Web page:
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SnaPShot of the Week

PS Mom Creates Non-Profit to Help Down Syndrome Families

PS parents, Joe and Karmel Garcia (Augie ‘30) were given a Down Syndrome diagnosis for their daughter, Zoe, at her 20 week ultrasound. At the time, the diagnosis felt unbearably heavy and they weren’t sure what it meant for her family and for Zoe’s future. Two months after Zoe was born, the signs of heart failure started showing up. Doctors hoped they could change up her medications to allow her to gain weight while at home, however, she ended up going into cardiogenic shock and was scheduled for emergency heart surgery. “It was a very overwhelming and emotionally exhausting time for our family,” said Karmel. “In true Zoe fashion she rocked her surgery and she left the hospital a few weeks later stronger and more determined than ever before.” 

Zoe began at-home early intervention therapy, and during her first appointment, Karmel realized how overwhelming it all was becoming. “I was trying hard to take every note and understand every activity she was doing with Zoe. The therapist ended the session with a list of a few therapy tools I should order that would be helpful. For some reason that list pushed me to my emotional breaking point.” said Karmel. “It was something as simple as a list of items, but that list felt like a huge mountain to cross over and the thought of physically adding something to my plate felt impossible.” 

With the help of her Down Syndrome village, Karmel has found her lifeline when the world has felt heavy and overwhelming. It was with this support that she decided to create a nonprofit organization called Zoe’s Toolbox as a resource for other parents of children who receive Down Syndrome diagnoses. Zoe's Toolbox seek to provide families with a box of time saving tools during a period of learning and researching a new Down Syndrome diagnosis to relieve the stress of purchasing these tools. All boxes are provided free of charge and include PT, OT, feeding and speech tools, as well as sensory tools that are geared towards children 6 months- 2 years of age, and are most commonly used for children with Down Syndrome.  “These tools will empower parents to work on their child’s developmental growth in between scheduled therapy sessions,” said Karmel. “Every baby born with Down syndrome will have their own unique experiences and abilities. Some will have many medical procedures in their first year, and some will be born never spending a day in the hospital. For any diagnosis, the first year is the hardest to navigate, and we are here to be a box of sunshine to those families.” To date, Zoe’s Toolbox has sent out 146 boxes to families and currently has 680+ families on the waitlist.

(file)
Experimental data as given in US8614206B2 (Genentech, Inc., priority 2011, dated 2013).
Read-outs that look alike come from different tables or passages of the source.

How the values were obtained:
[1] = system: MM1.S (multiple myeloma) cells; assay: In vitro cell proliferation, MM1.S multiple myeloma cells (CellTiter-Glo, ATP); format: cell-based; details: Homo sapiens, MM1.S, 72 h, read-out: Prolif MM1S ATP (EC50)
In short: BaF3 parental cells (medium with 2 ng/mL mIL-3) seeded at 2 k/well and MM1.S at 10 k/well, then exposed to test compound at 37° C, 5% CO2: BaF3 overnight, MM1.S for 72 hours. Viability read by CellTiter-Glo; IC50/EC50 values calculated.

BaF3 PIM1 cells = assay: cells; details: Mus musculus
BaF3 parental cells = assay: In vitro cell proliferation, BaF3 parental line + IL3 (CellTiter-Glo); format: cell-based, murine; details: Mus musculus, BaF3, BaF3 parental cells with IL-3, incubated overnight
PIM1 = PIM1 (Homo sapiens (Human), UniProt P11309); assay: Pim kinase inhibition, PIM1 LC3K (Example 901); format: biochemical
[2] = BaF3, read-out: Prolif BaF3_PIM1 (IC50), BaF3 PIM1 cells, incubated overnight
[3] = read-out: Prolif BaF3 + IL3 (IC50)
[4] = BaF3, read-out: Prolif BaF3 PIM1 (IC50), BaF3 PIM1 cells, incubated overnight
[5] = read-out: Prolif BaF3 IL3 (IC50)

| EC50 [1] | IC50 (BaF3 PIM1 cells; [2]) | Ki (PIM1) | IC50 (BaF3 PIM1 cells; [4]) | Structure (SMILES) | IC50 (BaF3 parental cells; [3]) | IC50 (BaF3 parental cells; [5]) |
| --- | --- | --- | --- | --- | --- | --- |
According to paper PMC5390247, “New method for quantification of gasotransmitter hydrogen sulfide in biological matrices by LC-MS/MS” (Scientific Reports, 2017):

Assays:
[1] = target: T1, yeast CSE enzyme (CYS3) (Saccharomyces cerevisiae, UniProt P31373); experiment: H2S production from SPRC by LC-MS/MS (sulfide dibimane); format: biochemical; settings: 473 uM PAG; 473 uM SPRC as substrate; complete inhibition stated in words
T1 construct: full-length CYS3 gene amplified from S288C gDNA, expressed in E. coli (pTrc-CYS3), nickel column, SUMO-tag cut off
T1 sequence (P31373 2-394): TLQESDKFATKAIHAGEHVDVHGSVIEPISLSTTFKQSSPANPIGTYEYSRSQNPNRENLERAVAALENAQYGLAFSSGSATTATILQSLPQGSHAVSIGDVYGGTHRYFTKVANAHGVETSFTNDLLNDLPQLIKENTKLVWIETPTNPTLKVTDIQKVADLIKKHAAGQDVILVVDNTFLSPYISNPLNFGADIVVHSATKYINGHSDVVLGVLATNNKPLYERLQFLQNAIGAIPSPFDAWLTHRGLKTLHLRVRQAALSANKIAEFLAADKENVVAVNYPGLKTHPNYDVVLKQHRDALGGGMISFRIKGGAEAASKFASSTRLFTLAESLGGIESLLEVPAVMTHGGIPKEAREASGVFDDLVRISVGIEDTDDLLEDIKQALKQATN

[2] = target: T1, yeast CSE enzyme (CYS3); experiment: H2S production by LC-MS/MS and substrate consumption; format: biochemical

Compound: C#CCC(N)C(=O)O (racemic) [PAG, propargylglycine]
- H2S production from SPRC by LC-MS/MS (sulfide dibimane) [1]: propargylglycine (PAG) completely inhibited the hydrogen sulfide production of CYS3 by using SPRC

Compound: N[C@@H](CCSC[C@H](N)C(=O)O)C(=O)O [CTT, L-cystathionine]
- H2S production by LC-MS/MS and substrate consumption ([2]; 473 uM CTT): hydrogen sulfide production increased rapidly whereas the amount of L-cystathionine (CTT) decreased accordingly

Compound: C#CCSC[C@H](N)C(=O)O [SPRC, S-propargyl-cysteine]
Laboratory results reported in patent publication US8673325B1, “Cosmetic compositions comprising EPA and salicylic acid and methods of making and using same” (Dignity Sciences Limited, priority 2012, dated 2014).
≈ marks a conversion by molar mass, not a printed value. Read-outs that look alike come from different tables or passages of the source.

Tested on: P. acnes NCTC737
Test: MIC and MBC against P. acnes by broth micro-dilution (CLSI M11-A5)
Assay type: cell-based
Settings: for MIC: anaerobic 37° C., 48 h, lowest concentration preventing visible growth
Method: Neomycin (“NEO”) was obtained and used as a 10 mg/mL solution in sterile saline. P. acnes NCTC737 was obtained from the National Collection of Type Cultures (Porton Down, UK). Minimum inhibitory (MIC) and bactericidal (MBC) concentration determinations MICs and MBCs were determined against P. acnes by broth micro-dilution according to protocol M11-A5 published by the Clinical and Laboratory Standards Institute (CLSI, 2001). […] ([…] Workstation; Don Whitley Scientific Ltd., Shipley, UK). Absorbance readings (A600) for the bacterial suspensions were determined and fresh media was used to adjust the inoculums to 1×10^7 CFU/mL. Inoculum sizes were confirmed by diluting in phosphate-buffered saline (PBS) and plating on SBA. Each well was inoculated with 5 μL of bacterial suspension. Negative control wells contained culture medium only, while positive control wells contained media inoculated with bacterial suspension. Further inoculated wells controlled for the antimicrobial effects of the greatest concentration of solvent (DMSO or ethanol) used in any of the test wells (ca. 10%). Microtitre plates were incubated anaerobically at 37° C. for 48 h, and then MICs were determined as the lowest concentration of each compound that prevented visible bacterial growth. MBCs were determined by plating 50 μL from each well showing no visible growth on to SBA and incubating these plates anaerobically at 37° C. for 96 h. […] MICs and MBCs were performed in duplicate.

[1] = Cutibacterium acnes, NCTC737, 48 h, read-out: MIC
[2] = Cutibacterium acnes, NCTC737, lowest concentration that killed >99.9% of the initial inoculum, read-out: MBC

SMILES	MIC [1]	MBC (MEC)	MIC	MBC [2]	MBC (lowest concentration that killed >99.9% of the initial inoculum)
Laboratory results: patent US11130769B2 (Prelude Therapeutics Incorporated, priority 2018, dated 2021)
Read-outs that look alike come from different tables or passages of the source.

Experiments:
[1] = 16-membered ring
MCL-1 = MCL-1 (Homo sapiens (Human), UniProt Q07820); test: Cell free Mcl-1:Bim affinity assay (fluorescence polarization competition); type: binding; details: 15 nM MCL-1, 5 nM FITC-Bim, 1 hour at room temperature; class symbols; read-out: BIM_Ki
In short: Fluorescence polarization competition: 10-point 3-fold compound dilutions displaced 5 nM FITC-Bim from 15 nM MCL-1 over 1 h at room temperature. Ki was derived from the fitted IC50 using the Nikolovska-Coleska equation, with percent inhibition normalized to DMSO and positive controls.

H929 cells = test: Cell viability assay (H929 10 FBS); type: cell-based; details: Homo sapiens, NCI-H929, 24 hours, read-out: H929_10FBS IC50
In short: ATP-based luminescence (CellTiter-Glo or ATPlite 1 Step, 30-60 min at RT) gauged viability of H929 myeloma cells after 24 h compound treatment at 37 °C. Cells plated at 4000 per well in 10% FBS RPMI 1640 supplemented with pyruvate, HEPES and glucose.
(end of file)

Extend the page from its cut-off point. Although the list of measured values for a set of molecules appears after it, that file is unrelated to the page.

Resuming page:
We are honored to share Karmel's work behind Zoe's Toolbox, especially as October marks National Down Syndrome Awareness Month. Her story of modeling kindness and cultivating compassion for others is an inspiration.


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PS mom, Karmel Garcia (Augie ‘30) was given a Down Syndrome diagnosis for her daughter, Zoe, at her 20 week ultrasound At the time, the diagnosis felt unbearably heavy and she wasn’t sure what it meant for her family and for Zoe’s future. Two weeks later, she was told that Zoe would need heart surgery within the first few months of her life. What Karmel didn’t know is that this terrifying experience would lead her to creating a non-profit that is modeling kindness and cultivating compassion by helping others with Down Syndrome.

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